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Tribe's Hemp Code Amended to Allow for Fiber and Future THC Growing

By Joe Morey

News Editor

After LCO’s Agricultural Hemp Manager, Joe Rothberger, requested a change in the Tribe’s Industrial Hemp Code to allow for the growing operation to focus on fiber and seed production, moving away from CBD oils, the LCO Tribal Governing Board (TGB) approved amending the Code.

Rothberger reported on Jan. 23, 2023, that there were some difficulties in CBD production in 2022, and that pivoting the hemp research to focus on the fiber and seed production would be more economically feasible to produce on the Reservation.

In order to make that transfer, Rothberger said the Code would have to be changed from only growing feminized seeds or female hemp plants.

The amended Code eliminated the rule that any male plants discovered during cultivation would be immediately destroyed. The Code now allows for both male and female seeding.

According to Rothberger, the amended Code would also better prepare the Tribe for the hemp operation to switch quickly to marijuana once the state legalizes it.

According to Rothberger, in order to amend the Tribal Code, a review process with legal counsel took place and the Code was resubmitted to USDA for approval. The timeline had to occur before the start of the 2023 season.

“CBD is difficult to sustain because of the market. There’s not enough to sell wholesale. To pull it together would cost more than the profit we can make,” Rothberger explained.

He said from a usable standpoint, fiber is more usable than CBD. Moving into fiber would be much easier and a couple products from the fiber, Rothberger mentioned, would be hempcrete and animal bedding.

“Fiber processing is not like a CBD process. It’s more like bailing hay and you don’t need a drying space,” Rothberger added.

Rothberger also proposed a plan to get the Tribe prepared for when the state legalizes THC. He stated if the Tribe moves forward with his proposal, this would have the Tribe in a position to “flip the switch” when THC becomes legal in Wisconsin, whether it be recreational or medicinal.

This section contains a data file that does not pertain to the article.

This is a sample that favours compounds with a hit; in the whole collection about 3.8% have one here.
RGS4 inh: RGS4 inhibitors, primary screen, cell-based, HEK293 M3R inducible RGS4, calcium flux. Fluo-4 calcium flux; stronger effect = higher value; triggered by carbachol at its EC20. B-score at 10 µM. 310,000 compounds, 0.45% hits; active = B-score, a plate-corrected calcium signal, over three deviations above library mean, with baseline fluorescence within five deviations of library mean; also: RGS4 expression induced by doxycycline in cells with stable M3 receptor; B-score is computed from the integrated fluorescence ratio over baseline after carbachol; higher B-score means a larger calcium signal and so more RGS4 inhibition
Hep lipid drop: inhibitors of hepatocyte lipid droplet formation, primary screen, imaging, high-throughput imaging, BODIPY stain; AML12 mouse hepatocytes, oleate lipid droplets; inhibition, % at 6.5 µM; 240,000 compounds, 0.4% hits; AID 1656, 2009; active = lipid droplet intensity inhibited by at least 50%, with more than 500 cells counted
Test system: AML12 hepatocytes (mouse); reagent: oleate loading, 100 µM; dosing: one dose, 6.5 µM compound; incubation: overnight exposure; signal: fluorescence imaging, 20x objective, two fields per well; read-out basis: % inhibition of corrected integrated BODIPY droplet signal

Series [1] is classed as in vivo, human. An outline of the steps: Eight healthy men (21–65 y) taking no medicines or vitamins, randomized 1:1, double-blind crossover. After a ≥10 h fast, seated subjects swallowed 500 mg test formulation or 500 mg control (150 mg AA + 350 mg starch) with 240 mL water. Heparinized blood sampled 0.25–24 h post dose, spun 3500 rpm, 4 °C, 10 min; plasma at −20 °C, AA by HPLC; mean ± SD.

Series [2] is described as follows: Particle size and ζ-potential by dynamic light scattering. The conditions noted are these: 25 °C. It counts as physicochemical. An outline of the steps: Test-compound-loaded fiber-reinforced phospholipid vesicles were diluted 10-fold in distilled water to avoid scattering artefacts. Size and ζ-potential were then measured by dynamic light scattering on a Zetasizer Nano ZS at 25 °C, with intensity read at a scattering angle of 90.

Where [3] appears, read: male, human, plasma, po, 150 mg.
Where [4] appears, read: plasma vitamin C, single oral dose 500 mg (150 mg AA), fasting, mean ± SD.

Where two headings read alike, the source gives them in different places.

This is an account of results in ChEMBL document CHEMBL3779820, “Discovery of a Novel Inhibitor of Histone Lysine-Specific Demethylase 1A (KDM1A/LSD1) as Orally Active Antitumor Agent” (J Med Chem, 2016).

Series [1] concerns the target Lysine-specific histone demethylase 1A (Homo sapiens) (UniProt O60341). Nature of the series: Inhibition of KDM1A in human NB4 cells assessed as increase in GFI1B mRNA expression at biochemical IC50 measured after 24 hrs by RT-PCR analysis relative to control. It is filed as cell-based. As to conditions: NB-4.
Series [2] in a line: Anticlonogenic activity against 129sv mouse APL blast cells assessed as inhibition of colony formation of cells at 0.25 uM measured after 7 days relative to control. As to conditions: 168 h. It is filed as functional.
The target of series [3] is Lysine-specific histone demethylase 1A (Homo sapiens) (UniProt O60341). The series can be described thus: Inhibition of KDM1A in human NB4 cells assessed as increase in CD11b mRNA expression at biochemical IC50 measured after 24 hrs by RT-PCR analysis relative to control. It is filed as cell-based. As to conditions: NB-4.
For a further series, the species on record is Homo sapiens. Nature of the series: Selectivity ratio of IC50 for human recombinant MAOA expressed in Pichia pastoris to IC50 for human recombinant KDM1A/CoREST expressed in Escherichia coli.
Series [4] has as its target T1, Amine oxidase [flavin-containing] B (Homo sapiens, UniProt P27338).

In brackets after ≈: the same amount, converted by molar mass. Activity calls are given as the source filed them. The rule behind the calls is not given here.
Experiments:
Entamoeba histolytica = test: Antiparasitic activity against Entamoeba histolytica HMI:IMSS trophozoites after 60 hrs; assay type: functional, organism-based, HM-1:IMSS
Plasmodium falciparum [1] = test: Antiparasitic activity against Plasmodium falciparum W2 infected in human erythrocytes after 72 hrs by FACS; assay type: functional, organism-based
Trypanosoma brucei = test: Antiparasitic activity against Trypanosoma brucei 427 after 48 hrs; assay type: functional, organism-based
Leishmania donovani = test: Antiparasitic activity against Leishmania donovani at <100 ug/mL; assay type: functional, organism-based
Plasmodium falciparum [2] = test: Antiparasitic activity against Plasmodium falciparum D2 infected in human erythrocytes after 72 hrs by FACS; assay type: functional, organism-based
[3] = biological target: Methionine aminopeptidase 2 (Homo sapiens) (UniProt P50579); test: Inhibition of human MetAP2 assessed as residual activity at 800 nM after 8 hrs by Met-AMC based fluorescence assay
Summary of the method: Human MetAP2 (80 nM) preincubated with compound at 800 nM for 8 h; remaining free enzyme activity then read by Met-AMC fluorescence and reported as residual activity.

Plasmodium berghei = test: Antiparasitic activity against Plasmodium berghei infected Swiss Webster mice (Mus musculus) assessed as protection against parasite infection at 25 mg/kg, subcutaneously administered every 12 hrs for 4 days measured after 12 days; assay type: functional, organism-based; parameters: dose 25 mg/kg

“A very expensive part of THC production would be the seeds, but as we gain momentum, the goal would be to never purchase seed again. Each year we’d collect more seeds over the first couple years,” Rothberger noted.

In his report, he stated saving seed would allow for less capital investing year to year to acquire seeds. This would be steps in the direction of true seed sovereignty for the tribe.

Rothberger’s plan for THC would involve construction of a 10,000 sq foot building indoor production facility producing approximately 1,500 lbs annually, or approximately 125 lbs per month with 12-15 persons employed to handle the workload. He estimated the cost would be one million dollars with a 3-year return on investment. This facility would have year-round production capacity.

“As legalization looms nearer to reality in Wisconsin, being ahead of the curve in terms of participation means a great deal of work needs to be done,” Rothberger reported. “Are we going to be cultivators, retailers or consumers? Each type of license deals with very specific needs, and every outcome has its own project timeline if they were to flip the switch on legalization. A solid plan is needed if we choose to be involved at this level.”

Although with the current state legislature, recreational weed is less likely to be approved anytime soon, Rothberger said medicinal weed may have a better chance.

“Gov. Tony Evers said he'll reintroduce a plan to legalize marijuana for recreational use as part of the budget he unveils to lawmakers, but Evers said he'd also sign a bill to legalize medicinal marijuana if GOP lawmakers send one to his desk.”

Evers claims it will add 160 million into the state budget.


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